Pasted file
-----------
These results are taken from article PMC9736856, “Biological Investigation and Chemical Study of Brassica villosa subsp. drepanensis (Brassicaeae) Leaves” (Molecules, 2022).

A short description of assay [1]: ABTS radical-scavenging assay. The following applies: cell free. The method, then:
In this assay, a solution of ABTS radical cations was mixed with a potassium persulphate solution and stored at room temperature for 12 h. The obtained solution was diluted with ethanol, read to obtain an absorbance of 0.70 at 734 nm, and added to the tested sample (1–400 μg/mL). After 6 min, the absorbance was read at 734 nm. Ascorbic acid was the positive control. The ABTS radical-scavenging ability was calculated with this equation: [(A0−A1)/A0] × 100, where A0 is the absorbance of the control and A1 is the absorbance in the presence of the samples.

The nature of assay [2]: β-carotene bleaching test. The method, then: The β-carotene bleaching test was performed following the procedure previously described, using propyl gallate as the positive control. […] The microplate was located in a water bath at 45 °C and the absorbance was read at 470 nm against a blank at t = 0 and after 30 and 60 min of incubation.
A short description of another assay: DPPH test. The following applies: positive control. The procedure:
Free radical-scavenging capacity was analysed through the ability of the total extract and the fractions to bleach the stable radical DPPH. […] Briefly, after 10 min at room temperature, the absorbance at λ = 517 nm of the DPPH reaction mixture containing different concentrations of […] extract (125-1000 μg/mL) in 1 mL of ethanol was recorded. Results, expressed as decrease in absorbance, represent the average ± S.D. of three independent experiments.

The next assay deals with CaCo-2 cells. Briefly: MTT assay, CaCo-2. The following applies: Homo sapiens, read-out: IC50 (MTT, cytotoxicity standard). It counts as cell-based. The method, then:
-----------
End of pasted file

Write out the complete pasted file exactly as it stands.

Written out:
These results are taken from article PMC9736856, “Biological Investigation and Chemical Study of Brassica villosa subsp. drepanensis (Brassicaeae) Leaves” (Molecules, 2022).

A short description of assay [1]: ABTS radical-scavenging assay. The following applies: cell free. The method, then:
In this assay, a solution of ABTS radical cations was mixed with a potassium persulphate solution and stored at room temperature for 12 h. The obtained solution was diluted with ethanol, read to obtain an absorbance of 0.70 at 734 nm, and added to the tested sample (1–400 μg/mL). After 6 min, the absorbance was read at 734 nm. Ascorbic acid was the positive control. The ABTS radical-scavenging ability was calculated with this equation: [(A0−A1)/A0] × 100, where A0 is the absorbance of the control and A1 is the absorbance in the presence of the samples.

The nature of assay [2]: β-carotene bleaching test. The method, then: The β-carotene bleaching test was performed following the procedure previously described, using propyl gallate as the positive control. […] The microplate was located in a water bath at 45 °C and the absorbance was read at 470 nm against a blank at t = 0 and after 30 and 60 min of incubation.
A short description of another assay: DPPH test. The following applies: positive control. The procedure:
Free radical-scavenging capacity was analysed through the ability of the total extract and the fractions to bleach the stable radical DPPH. […] Briefly, after 10 min at room temperature, the absorbance at λ = 517 nm of the DPPH reaction mixture containing different concentrations of […] extract (125-1000 μg/mL) in 1 mL of ethanol was recorded. Results, expressed as decrease in absorbance, represent the average ± S.D. of three independent experiments.

The next assay deals with CaCo-2 cells. Briefly: MTT assay, CaCo-2. The following applies: Homo sapiens, read-out: IC50 (MTT, cytotoxicity standard). It counts as cell-based. The method, then: